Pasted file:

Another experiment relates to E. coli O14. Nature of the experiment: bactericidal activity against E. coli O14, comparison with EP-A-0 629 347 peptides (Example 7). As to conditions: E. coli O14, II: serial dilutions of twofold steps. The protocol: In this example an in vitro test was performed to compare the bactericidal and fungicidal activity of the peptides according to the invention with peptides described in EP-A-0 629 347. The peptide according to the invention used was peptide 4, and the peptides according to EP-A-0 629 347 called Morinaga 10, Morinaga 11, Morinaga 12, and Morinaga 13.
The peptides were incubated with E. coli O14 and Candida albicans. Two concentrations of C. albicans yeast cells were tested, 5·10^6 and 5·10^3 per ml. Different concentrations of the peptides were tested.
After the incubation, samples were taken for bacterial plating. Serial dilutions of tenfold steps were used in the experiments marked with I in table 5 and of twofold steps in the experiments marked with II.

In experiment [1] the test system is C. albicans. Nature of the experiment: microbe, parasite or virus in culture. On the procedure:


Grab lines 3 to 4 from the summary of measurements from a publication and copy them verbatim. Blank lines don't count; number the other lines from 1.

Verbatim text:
After the incubation, samples were taken for bacterial plating. Serial dilutions of tenfold steps were used in the experiments marked with I in table 5 and of twofold steps in the experiments marked with II.

In experiment [1] the test system is C. albicans. Nature of the experiment: microbe, parasite or virus in culture. On the procedure: